In the spirit of helpful criticism, I’ll point out this though: line 150, ‘print ‘Data %s :’ % dataraw’ includes the 4-byte binary length count in the printed data, which sends binary data to the terminal window and makes a bit of a mess. I’d comment out this line, and if you want some diagnostic info then uncomment line 161, adjusted slightly to read “print ‘Length: %d, Data: %s’ % (length, data[4:])”.
        And on the practicalities of downloading the code on a RasPi: I couldn’t get the download from DropBox to work from Midori, but if you hover over the top lines of the code listing above, some icons appear at the top right. The “copy to clipboard” doesn’t seem to work, but if you click “view source” you get the listing in a new tab and you can then Ctrl-A Ctrl-C to copy the code and then paste it into LeafPad.

      • I’ll change it in my next version – Ta – the code is just a complete bodge jsut to get things going, I’m still experimenting :)

        I’ve added your helpful downloading hint – we’ll need to find a file repositry that’s compatible with Midori

        You might be interested in the variable display issue BTW

        Simon

      • I did the bodge of printing all of data as the commented method doesn’t give the full broadcast message (as I think sensor-update msgs and broadcast msgs are slightly different but I haven’t got into that yet as I’m a JDI bodger and not a careful person – if you fancy taking a look at what’s going on it would be handy :)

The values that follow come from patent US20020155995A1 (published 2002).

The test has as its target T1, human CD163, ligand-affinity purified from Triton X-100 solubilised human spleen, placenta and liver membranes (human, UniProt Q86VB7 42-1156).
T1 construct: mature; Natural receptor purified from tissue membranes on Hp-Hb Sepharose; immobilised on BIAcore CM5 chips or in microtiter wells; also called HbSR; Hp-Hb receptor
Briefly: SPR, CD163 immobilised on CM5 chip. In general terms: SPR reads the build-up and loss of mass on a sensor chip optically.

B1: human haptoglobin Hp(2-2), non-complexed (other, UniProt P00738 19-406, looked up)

• I’ve made some major changes to scratch_gpio_handler, much better handling of the Scratch messages, added in concept of a gpio-pattern variable that does what gpio-outputall used to do (e.g bit pattern control) and made gpio-outputall now do the same as the allon/alloff broadcast and just switch all the outputs on or off.

        PS its now set to use pins 11,12,13,15,16,18 as outputs and 22 and 7 and two inputs

        Note this issue with using variables which explains why my Scratch scripts sometimes don’t seem to intialise properly !